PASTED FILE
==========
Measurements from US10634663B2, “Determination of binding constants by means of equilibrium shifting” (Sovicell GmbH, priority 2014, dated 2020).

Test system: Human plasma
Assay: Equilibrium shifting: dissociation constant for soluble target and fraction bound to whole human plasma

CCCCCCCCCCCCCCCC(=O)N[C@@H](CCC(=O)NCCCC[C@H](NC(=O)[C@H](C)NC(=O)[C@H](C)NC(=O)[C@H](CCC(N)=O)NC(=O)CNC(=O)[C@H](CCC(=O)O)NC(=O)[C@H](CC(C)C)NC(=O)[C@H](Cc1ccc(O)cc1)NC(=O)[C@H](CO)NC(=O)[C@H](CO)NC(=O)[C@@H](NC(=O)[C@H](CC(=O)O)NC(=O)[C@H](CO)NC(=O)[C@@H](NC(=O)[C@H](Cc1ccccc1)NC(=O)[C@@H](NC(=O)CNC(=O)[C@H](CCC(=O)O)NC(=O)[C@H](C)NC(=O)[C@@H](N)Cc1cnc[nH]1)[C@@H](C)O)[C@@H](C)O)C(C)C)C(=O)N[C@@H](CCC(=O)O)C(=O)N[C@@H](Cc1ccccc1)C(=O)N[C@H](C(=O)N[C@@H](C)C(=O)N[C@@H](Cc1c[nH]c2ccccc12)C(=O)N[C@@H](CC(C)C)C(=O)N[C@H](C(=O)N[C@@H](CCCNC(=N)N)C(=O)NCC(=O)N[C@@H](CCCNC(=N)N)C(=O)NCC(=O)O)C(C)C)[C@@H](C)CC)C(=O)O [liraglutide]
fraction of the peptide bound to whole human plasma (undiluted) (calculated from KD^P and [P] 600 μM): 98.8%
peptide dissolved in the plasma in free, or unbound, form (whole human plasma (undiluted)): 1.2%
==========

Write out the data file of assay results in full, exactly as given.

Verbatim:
Measurements from US10634663B2, “Determination of binding constants by means of equilibrium shifting” (Sovicell GmbH, priority 2014, dated 2020).

Test system: Human plasma
Assay: Equilibrium shifting: dissociation constant for soluble target and fraction bound to whole human plasma

CCCCCCCCCCCCCCCC(=O)N[C@@H](CCC(=O)NCCCC[C@H](NC(=O)[C@H](C)NC(=O)[C@H](C)NC(=O)[C@H](CCC(N)=O)NC(=O)CNC(=O)[C@H](CCC(=O)O)NC(=O)[C@H](CC(C)C)NC(=O)[C@H](Cc1ccc(O)cc1)NC(=O)[C@H](CO)NC(=O)[C@H](CO)NC(=O)[C@@H](NC(=O)[C@H](CC(=O)O)NC(=O)[C@H](CO)NC(=O)[C@@H](NC(=O)[C@H](Cc1ccccc1)NC(=O)[C@@H](NC(=O)CNC(=O)[C@H](CCC(=O)O)NC(=O)[C@H](C)NC(=O)[C@@H](N)Cc1cnc[nH]1)[C@@H](C)O)[C@@H](C)O)C(C)C)C(=O)N[C@@H](CCC(=O)O)C(=O)N[C@@H](Cc1ccccc1)C(=O)N[C@H](C(=O)N[C@@H](C)C(=O)N[C@@H](Cc1c[nH]c2ccccc12)C(=O)N[C@@H](CC(C)C)C(=O)N[C@H](C(=O)N[C@@H](CCCNC(=N)N)C(=O)NCC(=O)N[C@@H](CCCNC(=N)N)C(=O)NCC(=O)O)C(C)C)[C@@H](C)CC)C(=O)O [liraglutide]
fraction of the peptide bound to whole human plasma (undiluted) (calculated from KD^P and [P] 600 μM): 98.8%
peptide dissolved in the plasma in free, or unbound, form (whole human plasma (undiluted)): 1.2%